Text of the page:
While the game apparently won’t be broadcast on television, an outfit called iLinkSports.com is offering folks worldwide a chance to see the games involving names like Kevin Durant, Paul Pierce, Amare Stoudemire and Andre Iguodala online. See below for the press release detailing the deal; in short, $4.99 (just over €3.50 by today’s exchange rate) before Friday will get you a pass to see the Vegas games.
First, BallinEurope would like to a couple more American players to The Continent, as Milwaukee Bucks second-round draft pick Jon Leuer has signed with the Bundesliga’s Frankfurt Skyliners to play during the NBA lockout and undrafted Colorado State University forward Andy Ogide has joined the ranks of LEB club Breogán.
But as the BiE schadenfreudometer works overtime, the Euroleague Transfers Table loads up with NBA names (Hello, Mr. Farmar and bienvenue to you, Monsieur Batum!), and the working assumption currently figuring the big league to be playing an abbreviated schedule in 2011-12 at best, BallinEurope admits that he’s becoming spoiled about new news on NBA players jumping the Atlantic to play ball here.
And so, without too much hard fact recently on NBAers, marquee or otherwise, making said leap, BiE today presents odds on some players rumored to be plying their wares in Europe soon. Readers should note that these odds are offered at no bookmaker service and are completely arbitrary (which is to say mostly made up).
Dirk Nowitzki: 3/5. The incredible story of the Bayern München basketball club’s resurrection to primacy would be made complete by signing Dastardly Dirk, hero of the 2011 NBA Finals.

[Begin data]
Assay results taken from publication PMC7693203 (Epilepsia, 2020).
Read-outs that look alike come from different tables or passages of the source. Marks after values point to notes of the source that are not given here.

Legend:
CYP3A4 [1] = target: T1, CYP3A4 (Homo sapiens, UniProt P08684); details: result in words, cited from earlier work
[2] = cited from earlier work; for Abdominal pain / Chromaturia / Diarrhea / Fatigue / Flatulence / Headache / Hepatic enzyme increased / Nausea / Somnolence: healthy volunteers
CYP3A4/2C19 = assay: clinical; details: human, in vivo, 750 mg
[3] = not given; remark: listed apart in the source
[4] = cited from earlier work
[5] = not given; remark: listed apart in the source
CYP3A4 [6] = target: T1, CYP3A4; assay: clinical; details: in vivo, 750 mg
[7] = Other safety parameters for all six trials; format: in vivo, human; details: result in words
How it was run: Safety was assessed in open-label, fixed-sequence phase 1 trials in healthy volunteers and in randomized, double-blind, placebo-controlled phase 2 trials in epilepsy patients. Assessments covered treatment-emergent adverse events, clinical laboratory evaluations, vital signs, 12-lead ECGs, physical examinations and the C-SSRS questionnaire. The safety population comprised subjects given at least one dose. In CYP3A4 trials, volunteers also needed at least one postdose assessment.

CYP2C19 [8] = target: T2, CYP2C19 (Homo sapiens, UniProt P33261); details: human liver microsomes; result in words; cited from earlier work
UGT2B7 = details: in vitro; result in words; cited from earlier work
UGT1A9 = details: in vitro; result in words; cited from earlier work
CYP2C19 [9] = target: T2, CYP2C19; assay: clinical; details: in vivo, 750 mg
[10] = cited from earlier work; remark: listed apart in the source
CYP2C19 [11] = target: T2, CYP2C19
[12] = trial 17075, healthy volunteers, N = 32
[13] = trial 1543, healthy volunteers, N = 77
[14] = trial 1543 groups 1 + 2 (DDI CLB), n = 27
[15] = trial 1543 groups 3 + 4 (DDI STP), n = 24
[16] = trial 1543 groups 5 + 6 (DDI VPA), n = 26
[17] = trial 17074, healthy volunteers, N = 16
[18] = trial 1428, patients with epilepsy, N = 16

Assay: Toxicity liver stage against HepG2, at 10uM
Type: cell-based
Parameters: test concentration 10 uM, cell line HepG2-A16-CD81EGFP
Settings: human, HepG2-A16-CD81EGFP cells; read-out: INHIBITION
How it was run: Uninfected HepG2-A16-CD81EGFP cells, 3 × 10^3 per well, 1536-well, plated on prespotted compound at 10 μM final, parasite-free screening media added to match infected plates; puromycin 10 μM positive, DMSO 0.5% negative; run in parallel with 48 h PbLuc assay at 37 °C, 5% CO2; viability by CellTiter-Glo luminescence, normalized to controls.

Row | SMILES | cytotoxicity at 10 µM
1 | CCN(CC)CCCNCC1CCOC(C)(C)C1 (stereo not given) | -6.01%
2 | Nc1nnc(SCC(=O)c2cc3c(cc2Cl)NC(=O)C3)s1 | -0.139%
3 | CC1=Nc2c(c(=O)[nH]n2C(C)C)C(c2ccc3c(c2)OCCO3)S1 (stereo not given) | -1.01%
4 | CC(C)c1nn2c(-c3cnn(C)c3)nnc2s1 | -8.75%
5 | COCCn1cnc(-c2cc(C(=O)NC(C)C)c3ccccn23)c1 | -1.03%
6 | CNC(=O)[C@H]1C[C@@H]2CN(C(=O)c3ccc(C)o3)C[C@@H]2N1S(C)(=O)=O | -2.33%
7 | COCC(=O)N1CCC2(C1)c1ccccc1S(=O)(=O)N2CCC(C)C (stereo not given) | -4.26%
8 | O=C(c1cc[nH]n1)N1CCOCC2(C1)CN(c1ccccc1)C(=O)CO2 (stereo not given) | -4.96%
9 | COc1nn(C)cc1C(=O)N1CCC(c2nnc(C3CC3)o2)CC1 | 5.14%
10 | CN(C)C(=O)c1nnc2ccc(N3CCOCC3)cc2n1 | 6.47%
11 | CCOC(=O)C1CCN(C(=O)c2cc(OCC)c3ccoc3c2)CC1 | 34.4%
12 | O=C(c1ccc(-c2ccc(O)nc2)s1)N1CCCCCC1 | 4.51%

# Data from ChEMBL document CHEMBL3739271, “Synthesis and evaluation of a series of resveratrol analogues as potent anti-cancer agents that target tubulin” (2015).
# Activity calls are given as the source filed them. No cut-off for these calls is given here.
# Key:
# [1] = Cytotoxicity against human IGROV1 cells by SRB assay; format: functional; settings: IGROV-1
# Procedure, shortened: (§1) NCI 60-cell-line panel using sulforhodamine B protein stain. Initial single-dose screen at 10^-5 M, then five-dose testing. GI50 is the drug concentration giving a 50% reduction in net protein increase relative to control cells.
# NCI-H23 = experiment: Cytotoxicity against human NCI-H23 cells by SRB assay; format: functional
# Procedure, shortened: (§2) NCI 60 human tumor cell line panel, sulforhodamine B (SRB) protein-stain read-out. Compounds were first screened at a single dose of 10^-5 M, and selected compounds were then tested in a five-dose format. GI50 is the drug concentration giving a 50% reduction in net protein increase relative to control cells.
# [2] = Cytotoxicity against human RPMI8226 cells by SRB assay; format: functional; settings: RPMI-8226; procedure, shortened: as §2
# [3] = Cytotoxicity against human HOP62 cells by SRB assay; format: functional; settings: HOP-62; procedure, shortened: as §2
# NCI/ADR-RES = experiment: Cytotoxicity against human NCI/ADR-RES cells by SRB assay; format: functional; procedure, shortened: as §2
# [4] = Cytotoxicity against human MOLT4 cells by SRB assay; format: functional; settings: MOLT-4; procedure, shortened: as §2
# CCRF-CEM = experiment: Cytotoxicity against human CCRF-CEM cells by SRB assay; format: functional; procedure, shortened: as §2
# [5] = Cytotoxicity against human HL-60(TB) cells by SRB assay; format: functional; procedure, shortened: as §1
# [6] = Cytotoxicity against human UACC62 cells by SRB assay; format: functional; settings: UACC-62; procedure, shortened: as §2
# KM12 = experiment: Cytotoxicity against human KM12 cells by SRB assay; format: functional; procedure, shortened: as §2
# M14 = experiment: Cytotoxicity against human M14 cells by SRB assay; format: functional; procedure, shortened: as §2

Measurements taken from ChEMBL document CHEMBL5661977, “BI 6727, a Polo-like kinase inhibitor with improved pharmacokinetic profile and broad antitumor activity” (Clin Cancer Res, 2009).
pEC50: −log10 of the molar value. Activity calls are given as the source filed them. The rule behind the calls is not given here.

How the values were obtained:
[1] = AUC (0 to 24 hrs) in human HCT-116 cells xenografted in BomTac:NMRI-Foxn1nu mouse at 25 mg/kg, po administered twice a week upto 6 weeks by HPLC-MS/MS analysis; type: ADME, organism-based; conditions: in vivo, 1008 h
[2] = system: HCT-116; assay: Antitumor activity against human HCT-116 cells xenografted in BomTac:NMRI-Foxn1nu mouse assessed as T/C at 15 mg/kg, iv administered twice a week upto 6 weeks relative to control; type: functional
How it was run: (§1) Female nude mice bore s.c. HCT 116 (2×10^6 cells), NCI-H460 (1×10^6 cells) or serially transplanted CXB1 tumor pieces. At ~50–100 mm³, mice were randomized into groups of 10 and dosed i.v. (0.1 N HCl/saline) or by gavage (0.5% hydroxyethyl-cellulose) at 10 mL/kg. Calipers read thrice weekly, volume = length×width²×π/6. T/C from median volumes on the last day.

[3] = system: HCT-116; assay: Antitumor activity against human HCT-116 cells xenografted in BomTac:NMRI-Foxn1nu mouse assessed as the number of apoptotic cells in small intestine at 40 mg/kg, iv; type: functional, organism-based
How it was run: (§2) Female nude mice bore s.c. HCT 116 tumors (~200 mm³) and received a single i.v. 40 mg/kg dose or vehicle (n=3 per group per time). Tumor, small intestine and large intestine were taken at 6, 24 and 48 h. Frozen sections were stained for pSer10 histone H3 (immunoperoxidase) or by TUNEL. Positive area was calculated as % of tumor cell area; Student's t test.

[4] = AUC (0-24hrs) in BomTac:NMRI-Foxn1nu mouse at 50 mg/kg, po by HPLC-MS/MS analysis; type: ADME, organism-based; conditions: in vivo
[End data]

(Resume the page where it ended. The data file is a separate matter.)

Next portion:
With BallinEurope temporarily stationed in the USA, the business-as-usual machinations of top European clubs and preparations of national teams for Eurobasket 2011 threaten to be lost in a squall of speculation about the NBA lockout – of which amazingly little progress is being seen, by the way. And so, BiE has a few bulleted thoughts, quips and links this morning (afternoon CET time) on Deron Williams and his ilk.
• If Williams in fact does suit up for Beşiktaş Cola Turka come September, won’t he be the first Team USA team member to play in Europe since the days of the (totally awesome) Dirty Dozen? Come to think of it, Trajan Langdon and the guys wouldn’t have even been in USA colors in 1998 had it not been for … a player lockout. Hmmm…
• As for Kobe Bryant joining D-Will and Zaza with Beşiktaş, American media is all over this story despite recent (assumed impermanent) sanctions against club. Coach Ergin Ataman’s quote is getting lots of play already before much of the country even awakens this morning: “It is a fact that Kobe Bryant’s managers have contacted us.”
If Besiktas Cola Turka ends up running with the only NBA players on their squad for 2010-11 as Deron Williams and Zaza Pachulia in the wake of the NBA lockout, their fans can blame soccer.
Turkey-based NTV Spor, the sports news outlet which first broke the story of Besiktas’ contract offer to Williams, is today reporting that the signing of Bryant by the Eurocup club will be put on hold thanks to a scandal in the country’s football league. ESPN Los Angeles reports today that the match-fixing scandal will force Besiktas to look elsewhere for funding any new big-deal contracts due to penalties to be assessed to the club, one of a few cited in the case.
In speaking to reporters, after a meeting with UEFA officials, Turkey Football Federation deputy chairman Arıboğan Lutfi said that the possible punishment for the Besiktas sports club would be decided upon soon.
Bryant was reportedly offered a whopping $500,000 per month to play for Allen Iverson’s former team, and the Mamba in turn was asking for an even more whopping $1 million for his services.